Beta variant of COVID-19 may cause more severe illness in people with HIV

Possible synergy between SARS-CoV-2 and HIV in suppressing CD4 cells
IMF Photo/James Oatway. Creative Commons licence

People with HIV who developed COVID-19 during the second wave of South Africa’s pandemic in 2021 were more likely to experience a severe illness than HIV-negative people and more likely than people with HIV in the first wave to show low CD4 counts and other immune disturbances, South African researchers report in the journal eLife.

The researchers say their results suggest that the Beta variant of SARS-CoV-2 that predominated in South Africa’s second wave of COVID-19 leads to more severe disease in people with HIV because this variant interacts with HIV to deplete CD4 cells essential for viral control and promote a more severe inflammatory response.

HIV causes immune dysregulation by depleting CD4 T-cells and disrupting B cell functions critical for antibody responses. These elements of the immune system also play an important role in responses to SARS-CoV-2.



Immune cells in the blood which can attack bacterial and fungal infections.


A type of white blood cell that is important in the immune system. Includes B cells (B lymphocytes, which produce circulating antibodies) and T cells (T lymphocytes, which are responsible for cell-mediated immunity).

detectable viral load

When viral load is detectable, this indicates that HIV is replicating in the body. If the person is taking HIV treatment but their viral load is detectable, the treatment is not working properly. There may still be a risk of HIV transmission to sexual partners.


The result of a statistical test which tells us whether the results of a study are likely to be due to chance and would not be confirmed if the study was repeated. All p-values are between 0 and 1; the most reliable studies have p-values very close to 0. A p-value of 0.001 means that there is a 1 in 1000 probability that the results are due to chance and do not reflect a real difference. A p-value of 0.05 means there is a 1 in 20 probability that the results are due to chance. When a p-value is 0.05 or below, the result is considered to be ‘statistically significant’. Confidence intervals give similar information to p-values but are easier to interpret.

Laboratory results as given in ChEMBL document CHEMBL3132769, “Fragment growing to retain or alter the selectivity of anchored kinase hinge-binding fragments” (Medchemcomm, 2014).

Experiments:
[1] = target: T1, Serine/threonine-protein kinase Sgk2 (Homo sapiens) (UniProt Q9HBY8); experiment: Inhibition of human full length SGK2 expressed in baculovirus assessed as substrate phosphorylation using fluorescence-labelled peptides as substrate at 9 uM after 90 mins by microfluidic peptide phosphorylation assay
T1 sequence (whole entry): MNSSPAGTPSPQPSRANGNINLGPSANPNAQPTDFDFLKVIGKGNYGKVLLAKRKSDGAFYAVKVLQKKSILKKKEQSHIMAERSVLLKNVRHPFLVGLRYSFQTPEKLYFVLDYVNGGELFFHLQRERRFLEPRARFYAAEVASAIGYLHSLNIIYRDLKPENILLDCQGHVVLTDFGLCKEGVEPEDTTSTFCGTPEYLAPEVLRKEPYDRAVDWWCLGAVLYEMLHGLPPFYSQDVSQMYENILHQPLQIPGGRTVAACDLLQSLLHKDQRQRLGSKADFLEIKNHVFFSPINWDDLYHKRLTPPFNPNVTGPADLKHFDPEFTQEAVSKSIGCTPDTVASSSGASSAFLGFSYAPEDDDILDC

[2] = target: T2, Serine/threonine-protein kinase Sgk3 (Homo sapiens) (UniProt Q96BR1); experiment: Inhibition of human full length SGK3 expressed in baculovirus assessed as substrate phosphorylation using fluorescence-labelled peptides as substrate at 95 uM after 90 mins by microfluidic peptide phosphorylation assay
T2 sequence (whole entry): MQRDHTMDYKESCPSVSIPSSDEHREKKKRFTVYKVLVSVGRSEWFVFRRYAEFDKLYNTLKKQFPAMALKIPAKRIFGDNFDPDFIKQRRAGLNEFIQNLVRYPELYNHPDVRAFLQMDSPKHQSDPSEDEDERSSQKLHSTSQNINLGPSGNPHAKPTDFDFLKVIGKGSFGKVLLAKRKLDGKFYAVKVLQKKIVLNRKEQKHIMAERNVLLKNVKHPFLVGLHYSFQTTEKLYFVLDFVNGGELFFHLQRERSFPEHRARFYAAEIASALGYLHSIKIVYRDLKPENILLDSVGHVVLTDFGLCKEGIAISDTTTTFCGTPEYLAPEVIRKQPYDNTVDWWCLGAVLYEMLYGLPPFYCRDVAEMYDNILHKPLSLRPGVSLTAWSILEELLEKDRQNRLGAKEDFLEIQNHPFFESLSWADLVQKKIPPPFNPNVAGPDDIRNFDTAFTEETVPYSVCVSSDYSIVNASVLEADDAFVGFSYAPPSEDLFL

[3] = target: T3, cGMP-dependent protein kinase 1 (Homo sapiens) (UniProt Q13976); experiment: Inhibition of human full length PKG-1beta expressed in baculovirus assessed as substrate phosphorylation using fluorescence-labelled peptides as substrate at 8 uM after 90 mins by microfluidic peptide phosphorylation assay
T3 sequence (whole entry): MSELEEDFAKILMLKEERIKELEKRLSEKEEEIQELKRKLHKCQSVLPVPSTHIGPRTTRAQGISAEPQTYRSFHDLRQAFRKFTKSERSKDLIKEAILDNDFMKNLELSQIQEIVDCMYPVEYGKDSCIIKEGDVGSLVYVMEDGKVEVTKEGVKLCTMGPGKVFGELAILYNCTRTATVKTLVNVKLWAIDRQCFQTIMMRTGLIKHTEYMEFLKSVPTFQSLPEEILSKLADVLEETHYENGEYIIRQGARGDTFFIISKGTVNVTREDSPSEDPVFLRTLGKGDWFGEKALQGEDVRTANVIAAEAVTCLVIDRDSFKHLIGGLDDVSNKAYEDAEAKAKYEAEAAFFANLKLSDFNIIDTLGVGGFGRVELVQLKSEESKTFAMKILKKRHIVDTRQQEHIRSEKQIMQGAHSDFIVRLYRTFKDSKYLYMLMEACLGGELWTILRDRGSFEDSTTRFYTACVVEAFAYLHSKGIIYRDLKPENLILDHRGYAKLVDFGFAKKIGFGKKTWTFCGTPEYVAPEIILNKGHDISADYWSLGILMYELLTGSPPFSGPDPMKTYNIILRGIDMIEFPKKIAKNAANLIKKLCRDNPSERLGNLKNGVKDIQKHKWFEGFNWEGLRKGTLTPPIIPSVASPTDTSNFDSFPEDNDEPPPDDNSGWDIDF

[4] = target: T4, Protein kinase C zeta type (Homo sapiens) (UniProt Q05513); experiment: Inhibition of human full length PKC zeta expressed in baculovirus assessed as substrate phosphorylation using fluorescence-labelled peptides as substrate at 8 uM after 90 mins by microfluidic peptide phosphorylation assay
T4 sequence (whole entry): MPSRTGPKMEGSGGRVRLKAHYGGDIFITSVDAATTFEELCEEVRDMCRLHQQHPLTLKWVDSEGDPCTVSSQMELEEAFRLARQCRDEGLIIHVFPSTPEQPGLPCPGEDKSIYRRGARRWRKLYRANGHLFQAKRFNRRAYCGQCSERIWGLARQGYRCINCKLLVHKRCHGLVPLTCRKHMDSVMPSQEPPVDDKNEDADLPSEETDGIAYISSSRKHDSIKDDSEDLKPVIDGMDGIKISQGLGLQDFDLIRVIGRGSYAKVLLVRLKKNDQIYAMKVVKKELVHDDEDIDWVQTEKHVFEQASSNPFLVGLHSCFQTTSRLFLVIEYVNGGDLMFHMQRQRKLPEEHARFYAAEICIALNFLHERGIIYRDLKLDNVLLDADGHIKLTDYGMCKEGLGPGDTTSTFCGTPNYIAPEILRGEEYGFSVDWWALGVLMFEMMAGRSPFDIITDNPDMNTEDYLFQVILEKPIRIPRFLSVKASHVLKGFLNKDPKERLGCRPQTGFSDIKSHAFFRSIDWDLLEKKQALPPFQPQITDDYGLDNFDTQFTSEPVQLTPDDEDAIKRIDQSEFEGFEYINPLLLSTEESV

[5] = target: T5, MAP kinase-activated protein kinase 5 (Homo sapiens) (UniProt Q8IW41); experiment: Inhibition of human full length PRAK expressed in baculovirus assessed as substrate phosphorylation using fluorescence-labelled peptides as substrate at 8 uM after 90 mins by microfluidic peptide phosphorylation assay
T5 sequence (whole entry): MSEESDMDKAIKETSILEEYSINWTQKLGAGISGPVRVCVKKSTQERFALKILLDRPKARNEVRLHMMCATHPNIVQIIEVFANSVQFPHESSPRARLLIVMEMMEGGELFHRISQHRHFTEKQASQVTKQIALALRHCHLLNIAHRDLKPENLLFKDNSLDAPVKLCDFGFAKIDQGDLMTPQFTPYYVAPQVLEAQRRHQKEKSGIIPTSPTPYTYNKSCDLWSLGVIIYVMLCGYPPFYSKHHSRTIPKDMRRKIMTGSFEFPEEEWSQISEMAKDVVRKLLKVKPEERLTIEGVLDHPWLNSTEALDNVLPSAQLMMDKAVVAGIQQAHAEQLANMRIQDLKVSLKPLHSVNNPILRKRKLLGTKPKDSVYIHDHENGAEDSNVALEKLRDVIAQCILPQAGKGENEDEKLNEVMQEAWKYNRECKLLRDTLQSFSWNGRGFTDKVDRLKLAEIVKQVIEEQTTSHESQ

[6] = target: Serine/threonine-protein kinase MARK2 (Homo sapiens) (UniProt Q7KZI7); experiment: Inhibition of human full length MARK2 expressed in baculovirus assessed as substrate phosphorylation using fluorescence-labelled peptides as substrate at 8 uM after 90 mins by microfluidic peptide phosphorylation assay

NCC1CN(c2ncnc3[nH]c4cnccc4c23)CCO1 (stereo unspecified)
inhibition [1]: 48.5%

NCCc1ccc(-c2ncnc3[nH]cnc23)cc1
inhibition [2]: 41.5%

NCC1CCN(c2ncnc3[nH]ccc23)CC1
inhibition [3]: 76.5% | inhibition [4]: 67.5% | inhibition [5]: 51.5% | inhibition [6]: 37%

When blood pressure (the force of blood pushing against the arteries) is consistently too high. Raises the risk of heart disease, stroke, kidney failure, cognitive impairment, sight problems and erectile dysfunction.

When T- lymphocytes are depleted or neutrophil levels are high due to inflammation, people will have higher neutrophil-to-lymphocyte ratios. A high neutrophil-to-lymphocyte ratio signifies that the inflammatory response to SARS-CoV-2 is having a suppressive effect on the cellular immune responses necessary for controlling a viral infection. High neutrophil counts and a high neutrophil-to-lymphocyte ratio are associated with severe COVID-19 outcomes, as in pneumonia.

However, what’s unclear is whether a low CD4 cell count increases the risk of severe COVID-19, as some studies suggest, whether the immune system’s response to different SARS-CoV-2 variants is affected by HIV, and if the infecting variant has an impact on HIV-related immune parameters such as CD4 count, potentially increasing HIV-related risk of a severe outcome.

Low CD4 counts in people with HIV in South African during the second wave of COVID-19